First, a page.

So to answer your questions, yes, I do the pipes for the TGP and TSTE only. A number of members here have put very detailed information on there web sites regarding the OEM pipe and my Premium Crossover, but you are also welcome to email me.
01-27-2003, 05:06 PM
I like the nice comments I get from people when I open the hood and they start to look close at the turbo. When they see the braid they start talking about how nice it looks and say...wow McClaren/Pontiac put some work into that! I very quickly correct them and let them know that Pontiac's design fails year after year. It is a very nice looking and obviously proven design! 8)
01-27-2003, 06:38 PM
Thanks, no one knows all the tools and supplies that I use up to work on these animals too, but I enjoy the work. It takes a full 1hp grinder with an 8” stainless steel coarse wire wheel and grinding wheel to clean these up (a lot, what a welding mess) before I take them to the real welders. I go through those wire wheels fast, and leather gloves it likes to eat, and 3/8” titanium coated drill bits. A good respirator and a full face mask as those wire wheel wires like to come off and harpoon you in the forehead :-). It was fricking $65 for the larger die to chase any damaged threads on the EGR bung, though now I stock new ones and replace as needed, anyways.
On to the good stuff, McLaren did indeed spec a lot of good parts for our cars, a more common Garrett water cooled turbo, Blackstone/Spearco intercooler, stacked plate aux tranny cooler (not a lesser serpentine one) with larger tranny fluid lines, and the tranny cooler has its own air ducting, too cool. Nice big functional hood louvers, though ASC was put to the task to design these, but they flow some air. Now GM may think they should charge and arm and a leg for these but with some care, we can make what we got last, until we upgrade it. Also as mechanical as our MoonRoofs are, it’s really surprising I have only heard of a few problems, mainly the position switch not working and the weather strip coming loose. Our ASC MoonRoofs main hardware is actually from a company called Inalfa, a huge company in Europe that has divisions in a host of areas, and among them supplies SunRoofs systems to many OEMs and Aftermarkets Companies.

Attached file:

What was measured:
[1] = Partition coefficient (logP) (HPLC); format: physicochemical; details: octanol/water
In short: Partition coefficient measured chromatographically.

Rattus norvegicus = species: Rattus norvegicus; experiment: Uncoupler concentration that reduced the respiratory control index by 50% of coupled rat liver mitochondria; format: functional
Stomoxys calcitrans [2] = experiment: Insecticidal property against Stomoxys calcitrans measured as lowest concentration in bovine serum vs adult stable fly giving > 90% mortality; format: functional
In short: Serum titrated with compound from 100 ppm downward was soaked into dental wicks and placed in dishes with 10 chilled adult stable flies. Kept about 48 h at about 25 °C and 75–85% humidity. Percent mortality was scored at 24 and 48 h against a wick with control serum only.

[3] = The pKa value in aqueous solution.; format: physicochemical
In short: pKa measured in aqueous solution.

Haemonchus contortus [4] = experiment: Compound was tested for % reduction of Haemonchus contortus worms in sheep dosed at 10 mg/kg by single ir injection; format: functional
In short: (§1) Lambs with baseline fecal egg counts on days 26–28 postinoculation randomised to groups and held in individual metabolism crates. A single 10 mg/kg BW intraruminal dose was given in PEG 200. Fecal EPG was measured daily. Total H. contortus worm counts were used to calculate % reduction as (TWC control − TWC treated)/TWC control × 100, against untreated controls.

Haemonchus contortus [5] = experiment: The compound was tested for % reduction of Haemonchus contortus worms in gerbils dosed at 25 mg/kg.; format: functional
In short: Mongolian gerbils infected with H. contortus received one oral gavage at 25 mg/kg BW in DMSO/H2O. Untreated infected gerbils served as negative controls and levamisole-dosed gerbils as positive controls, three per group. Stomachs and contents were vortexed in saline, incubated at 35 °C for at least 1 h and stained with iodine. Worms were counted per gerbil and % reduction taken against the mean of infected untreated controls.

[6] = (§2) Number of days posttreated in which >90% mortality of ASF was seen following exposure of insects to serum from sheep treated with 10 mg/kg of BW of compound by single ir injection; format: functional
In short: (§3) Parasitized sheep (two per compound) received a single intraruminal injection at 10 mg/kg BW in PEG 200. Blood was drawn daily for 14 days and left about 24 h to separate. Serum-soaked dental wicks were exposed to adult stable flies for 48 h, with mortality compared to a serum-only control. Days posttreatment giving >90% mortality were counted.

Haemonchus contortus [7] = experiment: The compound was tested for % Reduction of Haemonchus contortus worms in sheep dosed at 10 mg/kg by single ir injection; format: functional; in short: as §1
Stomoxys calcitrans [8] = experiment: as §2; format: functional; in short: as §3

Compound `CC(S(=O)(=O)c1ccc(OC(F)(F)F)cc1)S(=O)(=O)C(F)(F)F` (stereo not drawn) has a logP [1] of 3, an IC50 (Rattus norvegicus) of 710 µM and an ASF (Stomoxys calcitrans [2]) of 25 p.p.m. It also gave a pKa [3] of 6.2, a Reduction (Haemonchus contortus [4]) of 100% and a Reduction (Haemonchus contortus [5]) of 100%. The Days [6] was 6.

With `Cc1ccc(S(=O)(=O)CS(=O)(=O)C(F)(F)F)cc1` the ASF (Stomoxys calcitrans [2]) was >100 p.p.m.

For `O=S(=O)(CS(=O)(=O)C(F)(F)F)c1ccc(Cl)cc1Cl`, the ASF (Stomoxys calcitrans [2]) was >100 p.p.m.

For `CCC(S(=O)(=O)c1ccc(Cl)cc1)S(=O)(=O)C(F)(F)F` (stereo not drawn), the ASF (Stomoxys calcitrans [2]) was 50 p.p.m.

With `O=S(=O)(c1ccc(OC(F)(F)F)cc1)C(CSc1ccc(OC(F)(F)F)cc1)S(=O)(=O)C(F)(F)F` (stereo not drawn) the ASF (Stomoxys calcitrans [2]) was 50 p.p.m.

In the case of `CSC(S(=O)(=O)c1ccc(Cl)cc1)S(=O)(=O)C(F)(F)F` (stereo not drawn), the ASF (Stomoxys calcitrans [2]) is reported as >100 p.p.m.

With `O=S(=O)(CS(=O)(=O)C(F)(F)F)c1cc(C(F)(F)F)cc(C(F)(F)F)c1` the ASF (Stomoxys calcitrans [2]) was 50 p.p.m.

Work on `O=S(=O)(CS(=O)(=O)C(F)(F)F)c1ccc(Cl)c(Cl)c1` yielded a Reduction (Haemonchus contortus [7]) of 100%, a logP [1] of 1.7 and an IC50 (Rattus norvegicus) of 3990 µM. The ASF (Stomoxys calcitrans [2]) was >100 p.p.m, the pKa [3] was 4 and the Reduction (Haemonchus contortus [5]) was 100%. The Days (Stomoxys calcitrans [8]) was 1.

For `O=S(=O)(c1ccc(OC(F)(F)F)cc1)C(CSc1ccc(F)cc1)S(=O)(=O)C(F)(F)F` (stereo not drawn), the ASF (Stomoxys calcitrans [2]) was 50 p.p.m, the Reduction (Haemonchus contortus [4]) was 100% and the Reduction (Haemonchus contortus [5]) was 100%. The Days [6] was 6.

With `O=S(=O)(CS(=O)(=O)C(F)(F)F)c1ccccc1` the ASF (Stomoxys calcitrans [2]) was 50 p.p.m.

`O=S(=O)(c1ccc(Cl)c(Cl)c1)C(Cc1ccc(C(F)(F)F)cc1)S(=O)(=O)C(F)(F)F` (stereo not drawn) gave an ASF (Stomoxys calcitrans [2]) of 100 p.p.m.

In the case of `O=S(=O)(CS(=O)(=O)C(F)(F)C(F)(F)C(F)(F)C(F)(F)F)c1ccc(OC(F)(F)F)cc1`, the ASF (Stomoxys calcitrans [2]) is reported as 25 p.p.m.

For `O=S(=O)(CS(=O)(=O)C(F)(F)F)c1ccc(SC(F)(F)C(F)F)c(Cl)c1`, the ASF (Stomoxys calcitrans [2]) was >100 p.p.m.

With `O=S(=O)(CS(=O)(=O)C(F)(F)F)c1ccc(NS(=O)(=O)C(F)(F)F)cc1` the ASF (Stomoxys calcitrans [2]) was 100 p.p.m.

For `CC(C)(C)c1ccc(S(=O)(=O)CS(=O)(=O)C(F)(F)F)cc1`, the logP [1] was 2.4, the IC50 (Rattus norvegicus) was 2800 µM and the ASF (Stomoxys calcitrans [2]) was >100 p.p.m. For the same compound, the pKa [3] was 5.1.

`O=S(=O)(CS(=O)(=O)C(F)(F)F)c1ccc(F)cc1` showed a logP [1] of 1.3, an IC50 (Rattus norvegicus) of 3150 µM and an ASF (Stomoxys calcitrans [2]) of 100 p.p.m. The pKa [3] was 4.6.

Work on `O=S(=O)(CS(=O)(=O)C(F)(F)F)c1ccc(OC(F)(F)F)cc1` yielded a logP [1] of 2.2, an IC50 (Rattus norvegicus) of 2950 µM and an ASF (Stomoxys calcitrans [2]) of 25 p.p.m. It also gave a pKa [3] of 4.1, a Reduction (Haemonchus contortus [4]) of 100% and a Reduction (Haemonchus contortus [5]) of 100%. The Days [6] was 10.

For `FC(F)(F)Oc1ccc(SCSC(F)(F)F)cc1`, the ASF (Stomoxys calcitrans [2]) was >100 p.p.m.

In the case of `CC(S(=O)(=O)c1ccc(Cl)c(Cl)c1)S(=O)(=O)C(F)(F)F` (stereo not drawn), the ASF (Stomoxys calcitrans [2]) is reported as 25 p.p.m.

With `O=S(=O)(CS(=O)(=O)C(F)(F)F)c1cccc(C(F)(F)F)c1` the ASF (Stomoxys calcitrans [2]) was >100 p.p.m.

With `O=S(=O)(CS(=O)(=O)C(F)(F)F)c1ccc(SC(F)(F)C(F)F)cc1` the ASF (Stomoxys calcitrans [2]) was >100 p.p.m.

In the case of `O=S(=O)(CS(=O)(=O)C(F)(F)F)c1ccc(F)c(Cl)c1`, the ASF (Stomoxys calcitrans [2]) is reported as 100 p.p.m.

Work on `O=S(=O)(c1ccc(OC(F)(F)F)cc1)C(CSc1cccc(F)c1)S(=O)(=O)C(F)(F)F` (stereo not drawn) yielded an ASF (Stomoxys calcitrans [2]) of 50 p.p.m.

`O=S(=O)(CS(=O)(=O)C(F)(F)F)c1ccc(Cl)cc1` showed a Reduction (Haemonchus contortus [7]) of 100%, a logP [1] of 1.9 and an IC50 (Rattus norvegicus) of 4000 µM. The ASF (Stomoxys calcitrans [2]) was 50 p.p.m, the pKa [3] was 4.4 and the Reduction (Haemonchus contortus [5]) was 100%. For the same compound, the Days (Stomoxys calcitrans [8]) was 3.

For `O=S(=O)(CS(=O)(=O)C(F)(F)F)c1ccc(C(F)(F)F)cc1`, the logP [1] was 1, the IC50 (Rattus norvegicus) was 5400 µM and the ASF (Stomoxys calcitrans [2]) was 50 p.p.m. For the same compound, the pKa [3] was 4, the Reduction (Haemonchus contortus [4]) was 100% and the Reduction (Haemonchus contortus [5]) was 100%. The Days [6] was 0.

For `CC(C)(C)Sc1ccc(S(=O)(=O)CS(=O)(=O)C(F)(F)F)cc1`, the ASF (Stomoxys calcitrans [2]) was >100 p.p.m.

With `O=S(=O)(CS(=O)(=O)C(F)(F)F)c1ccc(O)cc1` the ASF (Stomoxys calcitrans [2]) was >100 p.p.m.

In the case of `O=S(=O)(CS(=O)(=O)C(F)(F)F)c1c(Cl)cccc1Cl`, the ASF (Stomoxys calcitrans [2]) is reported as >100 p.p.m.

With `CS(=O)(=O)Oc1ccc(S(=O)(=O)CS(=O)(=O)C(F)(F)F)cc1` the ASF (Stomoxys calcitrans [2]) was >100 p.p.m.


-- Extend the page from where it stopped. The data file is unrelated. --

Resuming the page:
So with all this good stuff, its hard to believe you are going to part with your TGP, from Waskie and your description, its in excellent shape, BUT I understand needing a more Sport Brute application for those mountains, maybe a hood-louvered V8 Jeep Cherokee, their not too slow either.
01-28-2003, 09:54 AM
I am trying with all my might to hold on to my TGP. It is a blast when some punk in a 5.0 Rustang, Turbo Eclipse or a Talon pulls up and you smoke them with hardly any effort at all. I have found another way to pull in the $$ for another vehicle. Auto-Auctions and a Colorado Dealers license....gotta love it!!! 8)
01-28-2003, 11:12 AM
Hey TGPilot, if you ever consider selling your TGP, let me know. I would be intrested if the price was right. :)
01-28-2003, 11:33 AM
01-28-2003, 01:04 PM
I wish I could afford that, but I can't. Oh well, one of these days I'll have a TGP, just don't know when.
01-28-2003, 02:24 PM
I'll take $5000 without the aftermarket stereo. I still have the stock CD Player (not for sale) and the original speakers... 8)